Live from Hostos, It’s SOC 101

Joyce “Sage” Sevilla
Adjunct Lecturer
Behavioral and Social Sciences Department

Despite all the technology that surrounds us, nothing is more powerful than conversation and action.

 

This is a moment in time; a moment rife with challenge, rising civil rights abuses, high frequency bogus news feeds, speedy online interpersonal communication, low-level rules of engagement, identity politics, social isolation in public spaces, and a heightened fear of the unknown.  In this moment in time, the LIVE democratic classroom, its values and practices, could not be a more vital space.

 

While Sociology101 (Soc101) offers an opportunity for students to better understand social behavior in human groups and consider the ways in which culture and societies change over time, the live democratic classroom provides the social context: a liberating forum, where students can reflect, express and thread ideas and questions on complex sociological topics across a 16 week community platform of respectful engagement.  Students actively listen, grapple and challenge diverse perspectives on salient issues that impact society, world, family, peers, the evolving self.  Things students really know to be true are tested within a sociological framework and within new theoretical contexts.

 

Multi-tasking is off the table, as cell phones are silenced and put away (REALLY!) for the designated 90 minutes of class time.  The physical separation of a student from their gadget can be an adjustment, but with consensus reaffirmed each week to give focus and attention to the people in the room and the lesson at hand, the focus, community alignment, student agency and respect are duly affirmed.  The first beat of class sets the tone.

 

Two conceptual frameworks that I utilize in my Soc101 classroom to structure conversations, regardless of subject matter are introduced day one of the semester: the sociological imagination* (C. Wright Mills,1959 ) and the concept of verstehen**, the German word for insight  (Max Weber, 1926).  These mega-frameworks are fundamental to the discipline and together offer the student two distinct lenses from which to see, analyze and comprehend social phenomena.  By applying the sociological imagination and verstehen alternatively,students get regular practice spinning off their biases as they explore social phenomena from the perspective of an objective outsider*or interpret social action, social behavior from the perspective, the motivation, the subjective viewpoint of the individual social agent**.  This analytical rigor, practiced weekly gives students regular practice listening and connecting new knowledge with applied understanding.  And hopefully over the course of the semester, this practice leads to new habits of mind that carry over into their lived lives.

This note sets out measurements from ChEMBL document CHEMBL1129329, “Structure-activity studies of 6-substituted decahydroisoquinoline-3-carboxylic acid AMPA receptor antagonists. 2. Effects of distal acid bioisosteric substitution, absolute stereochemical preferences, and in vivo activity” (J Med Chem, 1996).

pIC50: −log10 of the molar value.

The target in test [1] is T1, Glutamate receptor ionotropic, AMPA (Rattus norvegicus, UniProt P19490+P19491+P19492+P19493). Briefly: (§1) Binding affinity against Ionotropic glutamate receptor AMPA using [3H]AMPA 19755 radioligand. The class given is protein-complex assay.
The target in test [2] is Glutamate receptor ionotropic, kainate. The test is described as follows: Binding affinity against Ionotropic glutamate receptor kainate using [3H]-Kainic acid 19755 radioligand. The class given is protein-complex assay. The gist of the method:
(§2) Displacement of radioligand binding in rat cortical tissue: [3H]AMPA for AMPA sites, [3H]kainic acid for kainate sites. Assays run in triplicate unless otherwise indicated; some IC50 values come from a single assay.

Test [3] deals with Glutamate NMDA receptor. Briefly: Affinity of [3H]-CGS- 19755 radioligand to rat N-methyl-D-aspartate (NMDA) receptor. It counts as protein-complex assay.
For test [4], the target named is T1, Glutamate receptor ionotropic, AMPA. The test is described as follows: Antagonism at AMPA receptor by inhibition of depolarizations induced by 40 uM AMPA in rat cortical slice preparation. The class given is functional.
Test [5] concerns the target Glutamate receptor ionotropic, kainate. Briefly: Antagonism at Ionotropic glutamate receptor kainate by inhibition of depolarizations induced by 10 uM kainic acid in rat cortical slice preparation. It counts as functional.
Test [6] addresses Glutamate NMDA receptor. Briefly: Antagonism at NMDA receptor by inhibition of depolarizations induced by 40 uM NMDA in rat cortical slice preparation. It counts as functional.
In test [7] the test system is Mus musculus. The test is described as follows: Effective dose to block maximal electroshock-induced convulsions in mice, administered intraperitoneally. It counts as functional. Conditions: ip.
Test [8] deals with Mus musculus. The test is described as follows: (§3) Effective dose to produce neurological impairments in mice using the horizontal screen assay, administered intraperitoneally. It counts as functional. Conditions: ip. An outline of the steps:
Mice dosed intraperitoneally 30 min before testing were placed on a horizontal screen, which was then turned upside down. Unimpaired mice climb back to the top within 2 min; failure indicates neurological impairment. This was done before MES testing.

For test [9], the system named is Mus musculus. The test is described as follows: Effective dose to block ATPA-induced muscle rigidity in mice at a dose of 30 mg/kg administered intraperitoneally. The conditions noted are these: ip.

Like any new analytical skill, it takes practice.  Students are required to apply the sociological imagination and verstehen not only in classroom discussions but also in regular writing assignments on various topics. In one memorable assignment, a student applied her sociological imagination and verstehen to analyze the Super Bowl Party she attended over the weekend.  Among the highlights of her analysis was the identification of self-imposed gender segregation within the social gathering: women in the kitchen and men glued to the television set.  The student then analyzed the gender, class and racial stereotypes embodied in the high stakes commercials aired, discussed the products in the commercials and the half-time music entertainment as artifacts of modern American culture.  It was an exciting piece which highlighted the creativity and acumen that can emerge as students apply these analytical frames.

 

Throughout the semester, with practice applying these tools, critical thinking perspectives on social issues grow and change.   New understandings of society, social groups, social action emerge and old ways of thinking fade away.  It’s an intense academic journey.

 

As an educator in these Trumped-up times, establishing a democratic classroom for students of diverse backgrounds to respectfully explore biases, challenge subjectivity, air out and dispense with narrow, commonsense notions on sociological issues and become fortified, intellectually curious agents of social change could not be a more essential task. And at the end of the day, the live HOSTOS Soc101 classroom flickers bold, vital and deliberate, like a candle in the rain.

Posted in Uncategorized

Leave a Reply

Your email address will not be published. Required fields are marked *

*